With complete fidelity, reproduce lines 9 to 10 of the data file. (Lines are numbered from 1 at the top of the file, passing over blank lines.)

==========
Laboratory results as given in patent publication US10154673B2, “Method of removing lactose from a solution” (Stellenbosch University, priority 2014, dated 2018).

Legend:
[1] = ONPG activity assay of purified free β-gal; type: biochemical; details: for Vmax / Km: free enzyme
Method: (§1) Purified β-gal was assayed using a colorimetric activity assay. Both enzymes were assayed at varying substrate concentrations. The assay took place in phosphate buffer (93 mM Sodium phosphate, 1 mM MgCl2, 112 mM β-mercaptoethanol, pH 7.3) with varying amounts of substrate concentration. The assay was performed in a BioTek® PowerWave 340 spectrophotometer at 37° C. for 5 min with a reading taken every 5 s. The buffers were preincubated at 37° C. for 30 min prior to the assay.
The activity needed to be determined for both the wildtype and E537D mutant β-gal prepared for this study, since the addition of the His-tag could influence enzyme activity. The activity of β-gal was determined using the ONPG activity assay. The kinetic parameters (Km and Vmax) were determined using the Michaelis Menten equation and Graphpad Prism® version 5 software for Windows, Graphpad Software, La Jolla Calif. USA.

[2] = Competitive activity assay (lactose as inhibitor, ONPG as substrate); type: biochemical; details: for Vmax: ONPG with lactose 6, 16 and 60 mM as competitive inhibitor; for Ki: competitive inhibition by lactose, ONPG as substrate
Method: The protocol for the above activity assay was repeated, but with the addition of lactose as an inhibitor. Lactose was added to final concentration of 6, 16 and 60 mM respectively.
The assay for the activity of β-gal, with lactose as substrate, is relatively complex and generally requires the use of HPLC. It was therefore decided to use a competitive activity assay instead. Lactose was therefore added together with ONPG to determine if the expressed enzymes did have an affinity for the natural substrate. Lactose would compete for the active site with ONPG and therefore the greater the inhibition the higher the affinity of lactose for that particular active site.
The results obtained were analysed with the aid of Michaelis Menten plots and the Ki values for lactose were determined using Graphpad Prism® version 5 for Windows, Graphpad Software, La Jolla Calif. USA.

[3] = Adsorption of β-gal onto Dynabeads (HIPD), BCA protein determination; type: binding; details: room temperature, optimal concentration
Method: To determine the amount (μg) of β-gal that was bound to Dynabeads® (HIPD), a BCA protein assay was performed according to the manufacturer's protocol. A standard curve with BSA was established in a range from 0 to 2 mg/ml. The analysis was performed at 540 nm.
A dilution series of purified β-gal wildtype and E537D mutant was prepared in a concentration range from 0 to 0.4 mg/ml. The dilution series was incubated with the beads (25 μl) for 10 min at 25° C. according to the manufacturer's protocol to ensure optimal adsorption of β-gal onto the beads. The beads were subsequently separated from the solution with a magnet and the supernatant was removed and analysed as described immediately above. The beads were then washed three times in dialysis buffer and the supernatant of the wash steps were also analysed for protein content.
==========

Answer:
The results obtained were analysed with the aid of Michaelis Menten plots and the Ki values for lactose were determined using Graphpad Prism® version 5 for Windows, Graphpad Software, La Jolla Calif. USA.

[3] = Adsorption of β-gal onto Dynabeads (HIPD), BCA protein determination; type: binding; details: room temperature, optimal concentration